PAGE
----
As I walk honestly before God, with my children watching, they will learn how to have a real relationship with him as well. As they see me apologize to them and pray in front of them to ask for God’s forgiveness in my own life, my children will learn that God is a God of grace who forgives me and guides me.
Sally moves on to talk about the necessity of intentional instruction in the lives of our children. She gives a myriad of ideas on how to approach teaching the Bible to our children. I think perhaps what I appreciated most is that she did not seek to communicate that there is one right way for every family to follow. The point is that every parent should be teaching the Bible to their children, period.
Train up a child in the way he should go, even when he is old, he will not depart from it.
I appreciated Ms. Clarkson’s differentiation between instruction and training:
Training is the practical application of a learned truth to actual life. Training involves advising our children on the appropriate application of Scripture and giving them opportunities to act out what they are learning. It also means taking the initiative with our children to correct their immature or sinful behavior and require them to do what is right…it is not enough to know the truth; we must learn to walk in the truth.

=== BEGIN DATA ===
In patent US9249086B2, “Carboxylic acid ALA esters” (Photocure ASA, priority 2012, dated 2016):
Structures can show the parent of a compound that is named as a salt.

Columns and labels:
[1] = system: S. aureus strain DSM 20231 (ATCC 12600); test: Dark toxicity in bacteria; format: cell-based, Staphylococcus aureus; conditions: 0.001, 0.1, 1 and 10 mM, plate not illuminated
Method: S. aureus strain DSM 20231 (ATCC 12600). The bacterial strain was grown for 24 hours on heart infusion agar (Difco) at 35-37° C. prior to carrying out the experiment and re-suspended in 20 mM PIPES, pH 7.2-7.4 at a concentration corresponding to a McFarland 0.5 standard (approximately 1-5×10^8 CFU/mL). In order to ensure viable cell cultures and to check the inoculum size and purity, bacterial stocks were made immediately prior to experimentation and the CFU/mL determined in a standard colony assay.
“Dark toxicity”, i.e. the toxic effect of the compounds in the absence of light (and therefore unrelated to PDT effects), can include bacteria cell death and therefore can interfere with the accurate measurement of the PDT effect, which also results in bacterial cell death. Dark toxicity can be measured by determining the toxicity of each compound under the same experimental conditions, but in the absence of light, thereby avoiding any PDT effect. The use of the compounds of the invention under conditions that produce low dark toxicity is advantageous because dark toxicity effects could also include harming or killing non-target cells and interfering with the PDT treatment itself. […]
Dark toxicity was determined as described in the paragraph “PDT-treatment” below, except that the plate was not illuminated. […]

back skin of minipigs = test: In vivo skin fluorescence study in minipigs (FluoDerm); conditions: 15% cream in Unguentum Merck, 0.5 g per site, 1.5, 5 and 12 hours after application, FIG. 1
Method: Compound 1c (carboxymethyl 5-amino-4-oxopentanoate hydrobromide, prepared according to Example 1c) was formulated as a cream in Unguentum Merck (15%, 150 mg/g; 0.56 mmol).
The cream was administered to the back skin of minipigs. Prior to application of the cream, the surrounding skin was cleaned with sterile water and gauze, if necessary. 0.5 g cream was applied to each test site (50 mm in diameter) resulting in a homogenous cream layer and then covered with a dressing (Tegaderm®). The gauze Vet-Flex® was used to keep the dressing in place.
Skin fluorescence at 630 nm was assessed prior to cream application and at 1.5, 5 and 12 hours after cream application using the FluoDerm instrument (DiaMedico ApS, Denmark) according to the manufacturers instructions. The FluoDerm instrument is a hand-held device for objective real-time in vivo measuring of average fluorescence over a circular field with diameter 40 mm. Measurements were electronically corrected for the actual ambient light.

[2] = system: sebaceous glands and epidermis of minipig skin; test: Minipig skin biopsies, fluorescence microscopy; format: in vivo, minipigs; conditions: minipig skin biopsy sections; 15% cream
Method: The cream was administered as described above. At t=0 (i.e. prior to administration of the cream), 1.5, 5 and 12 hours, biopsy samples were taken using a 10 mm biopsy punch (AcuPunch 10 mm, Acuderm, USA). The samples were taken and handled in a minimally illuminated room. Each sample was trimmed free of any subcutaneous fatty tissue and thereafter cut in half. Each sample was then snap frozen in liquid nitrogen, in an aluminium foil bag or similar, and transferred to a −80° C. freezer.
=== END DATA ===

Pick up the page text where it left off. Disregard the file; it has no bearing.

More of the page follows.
I am neck-deep in the training process with my two children. By God’s grace, at nearly three years old, we are already beginning to see fruit from training that began when Tara was around Brant’s age. It is true that it demands much of my time, but keeping an eternal perspective helps keep me anchored. And how sweet it is to be able to enjoy my children instead of being burdened by them!
The last topic of discussion from this chapter dealt with guarding our children’s influences. The two verses guiding this part of the conversation are from Proverbs 13:20 and 1 Corinthians 15:33. It has been demonstrated to me that at the youngest of ages, our children are highly influenced by peers, people in authority, and by things seen and heard. It is extremely important that we, who are their God-given authority, discern and guard our children from influences that will threaten their future growth in Christ. We need to protect them, preserve their purity and give opportunity for them to grow strong in the Truth of the Bible, unscathed by the corruption of the world.
Reality is that one day they will be out in the world, out from under our protection. So, our goal (my husband and mine) is to be the ones who teach them what is true. For example, pornography is real. However, we don’t believe they need to be “exposed” to it (see it) to believe it exists. However, we believe that to ignore it would be foolish. So, with discernment, our children will understand that it is real, what it is, and why it is evil. If and when they are exposed to it, they will be able to respond, Lord willing, in a manner that is truth. “This is sexual immorality and 1 Corinthians 6:18 says to flee from it.” Instead of being tempted by it and dabbling in it, and potentially becoming ensnared by it. The latter happens when truth about the situation is not known. The enemy, the liar, comes and tempts with lies and if we don’t know the truth, we will believe them and act on them.
As our children gradually move out from under the protective umbrella of our home, I am confident they will have the strength they need, not only to confront and resist the elements of the outside world that could lead their hearts astray, but to reach out in love and to win other hearts for Christ.
Come back tomorrow for chapter 6!